Americans keep having fewer babies as U.S. birthrates hit some record lows

The number of births in the U.S. last year fell 1% from 2015 while the general fertility rate for women ages 15 to 44 dropped to a record low.
(CaseyHillPhoto / Getty Images)

Hey stork, you’ve been slacking off — and U.S. health officials know it.

For the second year in a row, the number of babies delivered in the U.S. fell in 2016, according to a new report from the National Center for Health Statistics. For some groups of women, the birth rate reached record lows.

The provisional figures released Friday include 99.96% of all births in the United States last year. Here’s what they show:

Overall births

The total number of babies born in the U.S. last year was 3,941,109. That’s 37,388 fewer babies than were born in the U.S. in 2015, which represents a 1% decline.

The number of births tends to rise as the population rises, so statisticians like to make historical comparisons by calculating the general fertility rate. This is the number of births per 1,000 women considered to be of childbearing age (between 15 and 44).

In 2016, the U.S. general fertility rate hit a record low of 62.0 births per 1,000 women ages 15 to 44. In 2015, the general fertility rate was 62.5.

Another useful statistic is the total fertility rate. This is an estimate of the total number of babies that 1,000 women would have over their lifetimes, based on the actual birth rates for women in different age groups.

In 2016, the total fertility rate for American women was 1,818 births per 1,000 women. That’s the lowest it has been since 1984.

In order for a generation to exactly replace itself, the total fertility rate needs to be 2,100 births per 1,000 women. The U.S. has been missing that mark since 1971 (though the country’s population has grown due to immigration).

More older mothers

The ages of women giving birth in the U.S. has been skewing older for several years, and that trend continued in 2016.

Birth rates for women 30 and older hit their highest levels since the 1960s, and women in their early 30s had the highest birthrate of any age group.

In 2016, there were 102.6 births per 1,000 women between the ages of 30 and 34. The last time it was that high was 1964.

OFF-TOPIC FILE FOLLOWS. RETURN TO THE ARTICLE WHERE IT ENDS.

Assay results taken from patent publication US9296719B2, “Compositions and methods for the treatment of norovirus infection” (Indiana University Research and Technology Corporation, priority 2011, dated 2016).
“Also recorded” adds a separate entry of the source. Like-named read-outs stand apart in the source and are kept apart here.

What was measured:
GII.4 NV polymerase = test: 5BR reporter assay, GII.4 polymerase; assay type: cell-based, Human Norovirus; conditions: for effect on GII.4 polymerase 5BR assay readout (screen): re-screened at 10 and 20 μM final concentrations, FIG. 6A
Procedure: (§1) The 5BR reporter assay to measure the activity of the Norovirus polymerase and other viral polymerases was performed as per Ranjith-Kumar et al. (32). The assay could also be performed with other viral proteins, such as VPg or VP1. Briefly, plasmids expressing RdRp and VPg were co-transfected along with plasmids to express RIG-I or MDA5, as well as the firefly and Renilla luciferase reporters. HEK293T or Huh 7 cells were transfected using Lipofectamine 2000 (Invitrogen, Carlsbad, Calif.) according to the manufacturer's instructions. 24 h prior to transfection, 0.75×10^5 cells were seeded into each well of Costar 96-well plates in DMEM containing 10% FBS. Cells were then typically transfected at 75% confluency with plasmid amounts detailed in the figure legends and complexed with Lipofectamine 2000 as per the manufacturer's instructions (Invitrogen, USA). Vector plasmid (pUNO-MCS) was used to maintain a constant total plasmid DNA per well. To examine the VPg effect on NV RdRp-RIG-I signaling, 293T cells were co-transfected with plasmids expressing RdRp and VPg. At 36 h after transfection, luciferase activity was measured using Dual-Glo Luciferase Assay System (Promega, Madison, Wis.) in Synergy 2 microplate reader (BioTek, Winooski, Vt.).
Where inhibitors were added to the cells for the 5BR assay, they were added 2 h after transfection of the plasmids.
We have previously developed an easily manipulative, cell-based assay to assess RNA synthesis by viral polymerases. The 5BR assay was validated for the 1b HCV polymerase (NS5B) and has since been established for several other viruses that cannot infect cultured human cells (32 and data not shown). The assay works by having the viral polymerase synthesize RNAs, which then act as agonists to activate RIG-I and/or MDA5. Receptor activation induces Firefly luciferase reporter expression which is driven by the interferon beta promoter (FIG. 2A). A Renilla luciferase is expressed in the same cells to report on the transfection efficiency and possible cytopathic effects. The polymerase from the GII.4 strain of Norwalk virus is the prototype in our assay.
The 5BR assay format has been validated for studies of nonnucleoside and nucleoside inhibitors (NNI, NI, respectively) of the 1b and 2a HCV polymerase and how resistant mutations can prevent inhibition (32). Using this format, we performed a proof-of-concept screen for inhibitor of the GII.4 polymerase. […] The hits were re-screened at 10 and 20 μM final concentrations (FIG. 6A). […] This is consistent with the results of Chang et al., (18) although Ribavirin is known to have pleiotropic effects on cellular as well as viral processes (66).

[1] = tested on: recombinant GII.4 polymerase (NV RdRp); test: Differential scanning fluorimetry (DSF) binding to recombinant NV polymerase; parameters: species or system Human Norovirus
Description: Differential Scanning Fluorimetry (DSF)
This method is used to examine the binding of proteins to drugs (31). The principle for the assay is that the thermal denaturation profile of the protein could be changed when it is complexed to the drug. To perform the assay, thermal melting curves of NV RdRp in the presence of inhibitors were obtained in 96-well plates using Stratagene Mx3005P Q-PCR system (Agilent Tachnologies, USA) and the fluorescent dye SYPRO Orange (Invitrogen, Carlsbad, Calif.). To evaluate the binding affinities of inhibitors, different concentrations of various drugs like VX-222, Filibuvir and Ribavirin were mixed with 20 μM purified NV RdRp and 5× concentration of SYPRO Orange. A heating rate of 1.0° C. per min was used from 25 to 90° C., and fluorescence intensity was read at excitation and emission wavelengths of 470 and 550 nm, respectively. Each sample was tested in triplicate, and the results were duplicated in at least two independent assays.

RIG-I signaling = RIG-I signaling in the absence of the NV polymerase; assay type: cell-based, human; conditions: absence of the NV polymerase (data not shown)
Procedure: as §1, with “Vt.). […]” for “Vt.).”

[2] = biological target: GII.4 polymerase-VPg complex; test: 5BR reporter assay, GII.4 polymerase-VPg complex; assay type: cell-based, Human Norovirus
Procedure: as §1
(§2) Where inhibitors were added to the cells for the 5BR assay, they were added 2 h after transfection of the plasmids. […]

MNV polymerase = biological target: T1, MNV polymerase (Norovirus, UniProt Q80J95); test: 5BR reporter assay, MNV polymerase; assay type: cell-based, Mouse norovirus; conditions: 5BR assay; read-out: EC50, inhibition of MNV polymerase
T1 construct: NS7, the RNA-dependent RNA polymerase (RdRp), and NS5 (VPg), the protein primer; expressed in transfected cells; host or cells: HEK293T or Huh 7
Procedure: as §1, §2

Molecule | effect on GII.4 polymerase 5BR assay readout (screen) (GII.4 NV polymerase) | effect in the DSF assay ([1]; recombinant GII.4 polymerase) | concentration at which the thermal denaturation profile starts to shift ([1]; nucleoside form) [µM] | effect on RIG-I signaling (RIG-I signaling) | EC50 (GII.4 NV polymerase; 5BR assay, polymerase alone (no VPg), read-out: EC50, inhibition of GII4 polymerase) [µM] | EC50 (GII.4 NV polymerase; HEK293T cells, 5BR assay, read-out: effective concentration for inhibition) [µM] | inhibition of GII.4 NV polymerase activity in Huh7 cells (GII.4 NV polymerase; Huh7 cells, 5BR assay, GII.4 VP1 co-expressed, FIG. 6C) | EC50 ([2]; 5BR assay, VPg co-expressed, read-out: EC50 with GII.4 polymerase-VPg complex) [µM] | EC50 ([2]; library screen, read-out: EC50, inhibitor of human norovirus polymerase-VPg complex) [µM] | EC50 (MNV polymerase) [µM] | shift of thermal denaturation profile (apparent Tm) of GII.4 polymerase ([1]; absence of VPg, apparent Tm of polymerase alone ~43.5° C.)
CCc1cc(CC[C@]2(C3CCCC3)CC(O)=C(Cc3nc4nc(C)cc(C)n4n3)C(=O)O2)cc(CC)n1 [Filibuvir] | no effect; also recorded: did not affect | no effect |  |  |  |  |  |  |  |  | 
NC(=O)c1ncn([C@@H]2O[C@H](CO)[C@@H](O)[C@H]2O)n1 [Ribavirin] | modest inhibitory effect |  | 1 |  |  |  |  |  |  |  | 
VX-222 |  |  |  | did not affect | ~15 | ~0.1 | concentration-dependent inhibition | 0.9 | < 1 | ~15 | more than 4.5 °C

There were also 52.6 births per 1,000 women ages 35 to 39, the highest that figure has been since 1962.

The birthrate continued to taper off for women in their 40s, with 11.4 birth per 1,000 women between the ages of 40 and 44 and 0.9 births per 1,000 women ages 45 and up. Those were the highest birthrates for those age groups since 1966 and 1963, respectively.

In 2016, the overall number of babies born to mothers in their 30s was 1,656,736. An additional 112,007 babies were born to women ages 40 and up.

Teen births declining

Meanwhile, birthrates for women in their teens and 20s hit record lows in 2016.

The teen birthrate reached a new low of 20.3 births per 1,000 women between the ages of 15 and 19. That’s 9% lower than it was in 2015; 51% lower than it was in 2007 (when the current downward trend began); and 67% lower than it was in 1991 (the year with the most recent peak).

Improvements in teen births were seen in both 15-to-17-year-olds (down 11% from 2015) and 18- and 19-year-olds (down 8% from 2015).

Statisticians also tallied 0.2 births per 1,000 girls ages 10 to 14. That rate was unchanged from 2015.

Altogether, 211,726 babies were born to women under 20 in 2016.

Women in their 20s were responsible for the bulk of last year’s births — 1,950,642 of them — even as their birthrates fell to record lows.

There were 73.7 births for every 1,000 women ages 20 to 24, along with 101.9 births for every 1,000 women ages 25 to 29. Those rates were 4% and 2% lower than in 2015, respectively.

Births to unmarried women

Just under 40% (39.7%) of all babies born in the U.S. last year were born to unmarried women. In 2015, that figure was 40.3%.

The birthrate for single mothers peaked in 2007 and 2008, at 51.8 births per 1,000 unmarried women of childbearing age. After falling for eight straight years, it hit 42.1 births per 1,000 unmarried women in 2016.

The proportion of out-of-wedlock births varied a great deal according to race and ethnicity.

Women of Asian descent had the lowest proportion of births to unmarried women (12%), followed by whites (28.4%), Native Hawaiians and Pacific Islanders (47.7%), American Indian or Alaska Natives (68.1%) and blacks (69.7%).

Among Latinas, 52.5% of births involved unmarried women.

Healthcare and health outcomes

More than three-quarters (77.2%) of women who gave birth in 2016 began receiving prenatal care during their first trimester. On the flip side, 6.2% of women completed their entire pregnancies without any prenatal care. (Comparable figures for 2015 were not reported.)

Preterm births, defined as births that occur before 37 weeks of gestation, accounted for 9.84% of all U.S. births in 2016. That’s up from 9.63% in 2015.

All of that increase can be traced to a 3% bump in late preterm births, which occurred after 34 to 36 weeks of gestation. Births prior to 34 weeks held steady, at 2.76% of total births.

Babies born prematurely are at greater risk for asthma and other lung problems, cerebral palsy, intellectual disabilities, infections, vision and hearing problems, and dental complications, according to the March of Dimes.

There was also a small increase in births involving babies who weigh less than 2,500 grams (or 5 pounds, 8 ounces). In 2016, 8.16% of babies met this threshold for low birthweight, up from 8.07% in 2015.

A low birthweight carries an increased risk of heart problems, respiratory distress syndrome, bleeding in the brain and an intestinal condition called necrotizing enterocolitis, the March of Dimes says.

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